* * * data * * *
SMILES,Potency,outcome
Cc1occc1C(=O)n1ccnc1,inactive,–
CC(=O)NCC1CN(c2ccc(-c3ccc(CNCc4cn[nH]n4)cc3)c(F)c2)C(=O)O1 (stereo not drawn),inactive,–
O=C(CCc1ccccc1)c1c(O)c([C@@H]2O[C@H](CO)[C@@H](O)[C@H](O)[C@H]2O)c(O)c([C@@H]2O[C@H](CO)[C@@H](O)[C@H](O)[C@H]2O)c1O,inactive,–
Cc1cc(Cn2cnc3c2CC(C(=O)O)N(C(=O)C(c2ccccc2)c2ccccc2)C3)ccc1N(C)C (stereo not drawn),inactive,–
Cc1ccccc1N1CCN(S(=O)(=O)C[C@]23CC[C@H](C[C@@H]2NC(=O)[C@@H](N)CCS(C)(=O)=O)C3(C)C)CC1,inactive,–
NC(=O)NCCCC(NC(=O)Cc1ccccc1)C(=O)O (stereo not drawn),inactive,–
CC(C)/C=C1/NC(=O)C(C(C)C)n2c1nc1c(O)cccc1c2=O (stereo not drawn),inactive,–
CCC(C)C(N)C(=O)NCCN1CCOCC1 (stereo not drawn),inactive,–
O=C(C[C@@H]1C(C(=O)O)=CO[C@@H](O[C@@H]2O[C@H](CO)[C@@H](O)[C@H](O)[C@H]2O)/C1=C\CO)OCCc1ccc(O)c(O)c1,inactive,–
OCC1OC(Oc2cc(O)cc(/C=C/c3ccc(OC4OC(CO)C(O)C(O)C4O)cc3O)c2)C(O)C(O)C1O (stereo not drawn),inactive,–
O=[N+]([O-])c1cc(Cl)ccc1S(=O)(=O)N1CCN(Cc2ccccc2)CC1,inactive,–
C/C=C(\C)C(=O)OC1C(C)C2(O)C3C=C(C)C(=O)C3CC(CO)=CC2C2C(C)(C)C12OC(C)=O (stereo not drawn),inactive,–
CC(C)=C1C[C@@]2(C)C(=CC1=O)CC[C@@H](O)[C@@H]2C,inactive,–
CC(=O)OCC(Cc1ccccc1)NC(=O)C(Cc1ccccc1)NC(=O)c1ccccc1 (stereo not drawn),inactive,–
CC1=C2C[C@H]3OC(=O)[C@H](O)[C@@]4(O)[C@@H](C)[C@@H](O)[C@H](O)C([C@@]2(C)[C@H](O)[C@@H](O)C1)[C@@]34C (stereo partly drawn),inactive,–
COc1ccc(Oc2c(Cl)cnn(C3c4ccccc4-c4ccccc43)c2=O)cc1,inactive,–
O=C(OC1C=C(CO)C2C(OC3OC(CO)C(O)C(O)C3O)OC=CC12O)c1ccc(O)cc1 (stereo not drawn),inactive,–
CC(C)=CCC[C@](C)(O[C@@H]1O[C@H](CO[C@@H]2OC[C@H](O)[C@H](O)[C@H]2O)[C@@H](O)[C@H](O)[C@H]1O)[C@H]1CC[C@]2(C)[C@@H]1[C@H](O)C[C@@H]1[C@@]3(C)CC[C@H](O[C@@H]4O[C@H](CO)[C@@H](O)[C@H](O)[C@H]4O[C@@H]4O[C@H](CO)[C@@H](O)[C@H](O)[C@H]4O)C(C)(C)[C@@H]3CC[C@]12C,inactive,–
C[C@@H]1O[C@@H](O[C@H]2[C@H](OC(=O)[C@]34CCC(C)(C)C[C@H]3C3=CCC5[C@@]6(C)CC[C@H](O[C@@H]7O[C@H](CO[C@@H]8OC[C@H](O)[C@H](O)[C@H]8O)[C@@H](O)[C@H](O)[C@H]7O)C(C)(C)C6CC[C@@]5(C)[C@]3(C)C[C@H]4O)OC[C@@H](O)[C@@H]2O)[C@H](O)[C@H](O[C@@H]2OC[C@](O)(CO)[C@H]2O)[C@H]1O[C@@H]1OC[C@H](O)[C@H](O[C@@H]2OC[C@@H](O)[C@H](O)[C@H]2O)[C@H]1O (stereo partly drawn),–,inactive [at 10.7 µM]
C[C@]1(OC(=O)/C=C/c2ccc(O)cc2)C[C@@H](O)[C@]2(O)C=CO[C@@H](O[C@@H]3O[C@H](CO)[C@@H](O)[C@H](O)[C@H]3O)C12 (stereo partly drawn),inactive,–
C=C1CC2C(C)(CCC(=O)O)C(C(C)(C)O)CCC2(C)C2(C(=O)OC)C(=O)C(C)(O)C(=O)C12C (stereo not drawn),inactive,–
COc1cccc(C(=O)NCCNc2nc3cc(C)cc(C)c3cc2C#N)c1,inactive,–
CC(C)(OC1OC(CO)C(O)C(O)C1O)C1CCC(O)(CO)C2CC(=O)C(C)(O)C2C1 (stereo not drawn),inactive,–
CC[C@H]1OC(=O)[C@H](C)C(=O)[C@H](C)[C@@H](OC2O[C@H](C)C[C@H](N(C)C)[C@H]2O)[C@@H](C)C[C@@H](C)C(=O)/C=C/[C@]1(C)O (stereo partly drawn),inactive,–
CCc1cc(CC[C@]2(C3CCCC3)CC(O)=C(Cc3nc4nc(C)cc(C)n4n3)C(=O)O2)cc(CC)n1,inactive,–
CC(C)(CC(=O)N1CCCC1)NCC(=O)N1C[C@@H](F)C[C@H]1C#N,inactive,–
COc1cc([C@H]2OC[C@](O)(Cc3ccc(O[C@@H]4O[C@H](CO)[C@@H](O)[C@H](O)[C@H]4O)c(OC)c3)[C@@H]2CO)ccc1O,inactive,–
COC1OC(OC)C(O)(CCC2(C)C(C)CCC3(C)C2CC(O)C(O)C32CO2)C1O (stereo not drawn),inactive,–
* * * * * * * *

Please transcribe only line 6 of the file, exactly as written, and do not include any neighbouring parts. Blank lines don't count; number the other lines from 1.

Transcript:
Cc1ccccc1N1CCN(S(=O)(=O)C[C@]23CC[C@H](C[C@@H]2NC(=O)[C@@H](N)CCS(C)(=O)=O)C3(C)C)CC1,inactive,–